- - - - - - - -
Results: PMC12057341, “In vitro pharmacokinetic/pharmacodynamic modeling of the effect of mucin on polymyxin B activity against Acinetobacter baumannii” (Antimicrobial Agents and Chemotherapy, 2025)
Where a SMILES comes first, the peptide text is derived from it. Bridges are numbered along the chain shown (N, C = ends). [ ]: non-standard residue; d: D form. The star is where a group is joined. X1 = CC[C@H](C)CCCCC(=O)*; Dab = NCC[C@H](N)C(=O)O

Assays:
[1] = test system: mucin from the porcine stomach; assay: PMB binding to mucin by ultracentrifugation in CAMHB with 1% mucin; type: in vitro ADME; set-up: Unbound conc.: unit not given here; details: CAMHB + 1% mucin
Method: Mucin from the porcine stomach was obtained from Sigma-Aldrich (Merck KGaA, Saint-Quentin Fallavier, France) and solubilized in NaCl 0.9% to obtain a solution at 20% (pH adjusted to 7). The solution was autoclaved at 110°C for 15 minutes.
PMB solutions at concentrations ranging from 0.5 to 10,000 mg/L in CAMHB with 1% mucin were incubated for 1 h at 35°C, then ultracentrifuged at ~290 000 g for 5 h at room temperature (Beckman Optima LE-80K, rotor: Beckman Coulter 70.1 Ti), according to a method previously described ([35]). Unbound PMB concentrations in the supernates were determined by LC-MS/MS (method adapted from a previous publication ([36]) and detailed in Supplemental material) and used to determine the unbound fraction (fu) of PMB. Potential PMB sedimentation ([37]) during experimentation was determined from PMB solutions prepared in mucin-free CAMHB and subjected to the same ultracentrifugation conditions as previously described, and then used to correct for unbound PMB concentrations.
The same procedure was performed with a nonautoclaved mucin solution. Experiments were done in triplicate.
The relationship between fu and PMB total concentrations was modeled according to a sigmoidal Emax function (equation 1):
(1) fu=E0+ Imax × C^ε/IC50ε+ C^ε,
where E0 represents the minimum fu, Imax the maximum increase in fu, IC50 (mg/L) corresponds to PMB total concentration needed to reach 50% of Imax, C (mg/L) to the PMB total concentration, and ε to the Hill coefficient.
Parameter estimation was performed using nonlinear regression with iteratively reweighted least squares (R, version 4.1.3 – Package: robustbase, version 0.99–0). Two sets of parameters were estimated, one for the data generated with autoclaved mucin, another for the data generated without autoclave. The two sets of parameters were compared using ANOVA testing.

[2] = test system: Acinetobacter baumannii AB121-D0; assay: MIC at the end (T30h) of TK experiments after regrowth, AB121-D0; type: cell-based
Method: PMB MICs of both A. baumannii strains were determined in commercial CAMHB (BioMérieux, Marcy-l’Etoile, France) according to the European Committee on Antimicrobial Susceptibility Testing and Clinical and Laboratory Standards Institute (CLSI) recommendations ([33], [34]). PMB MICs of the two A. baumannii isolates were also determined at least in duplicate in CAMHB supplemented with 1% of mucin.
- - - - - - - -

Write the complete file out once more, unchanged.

Results: PMC12057341, “In vitro pharmacokinetic/pharmacodynamic modeling of the effect of mucin on polymyxin B activity against Acinetobacter baumannii” (Antimicrobial Agents and Chemotherapy, 2025)
Where a SMILES comes first, the peptide text is derived from it. Bridges are numbered along the chain shown (N, C = ends). [ ]: non-standard residue; d: D form. The star is where a group is joined. X1 = CC[C@H](C)CCCCC(=O)*; Dab = NCC[C@H](N)C(=O)O

Assays:
[1] = test system: mucin from the porcine stomach; assay: PMB binding to mucin by ultracentrifugation in CAMHB with 1% mucin; type: in vitro ADME; set-up: Unbound conc.: unit not given here; details: CAMHB + 1% mucin
Method: Mucin from the porcine stomach was obtained from Sigma-Aldrich (Merck KGaA, Saint-Quentin Fallavier, France) and solubilized in NaCl 0.9% to obtain a solution at 20% (pH adjusted to 7). The solution was autoclaved at 110°C for 15 minutes.
PMB solutions at concentrations ranging from 0.5 to 10,000 mg/L in CAMHB with 1% mucin were incubated for 1 h at 35°C, then ultracentrifuged at ~290 000 g for 5 h at room temperature (Beckman Optima LE-80K, rotor: Beckman Coulter 70.1 Ti), according to a method previously described ([35]). Unbound PMB concentrations in the supernates were determined by LC-MS/MS (method adapted from a previous publication ([36]) and detailed in Supplemental material) and used to determine the unbound fraction (fu) of PMB. Potential PMB sedimentation ([37]) during experimentation was determined from PMB solutions prepared in mucin-free CAMHB and subjected to the same ultracentrifugation conditions as previously described, and then used to correct for unbound PMB concentrations.
The same procedure was performed with a nonautoclaved mucin solution. Experiments were done in triplicate.
The relationship between fu and PMB total concentrations was modeled according to a sigmoidal Emax function (equation 1):
(1) fu=E0+ Imax × C^ε/IC50ε+ C^ε,
where E0 represents the minimum fu, Imax the maximum increase in fu, IC50 (mg/L) corresponds to PMB total concentration needed to reach 50% of Imax, C (mg/L) to the PMB total concentration, and ε to the Hill coefficient.
Parameter estimation was performed using nonlinear regression with iteratively reweighted least squares (R, version 4.1.3 – Package: robustbase, version 0.99–0). Two sets of parameters were estimated, one for the data generated with autoclaved mucin, another for the data generated without autoclave. The two sets of parameters were compared using ANOVA testing.

[2] = test system: Acinetobacter baumannii AB121-D0; assay: MIC at the end (T30h) of TK experiments after regrowth, AB121-D0; type: cell-based
Method: PMB MICs of both A. baumannii strains were determined in commercial CAMHB (BioMérieux, Marcy-l’Etoile, France) according to the European Committee on Antimicrobial Susceptibility Testing and Clinical and Laboratory Standards Institute (CLSI) recommendations ([33], [34]). PMB MICs of the two A. baumannii isolates were also determined at least in duplicate in CAMHB supplemented with 1% of mucin.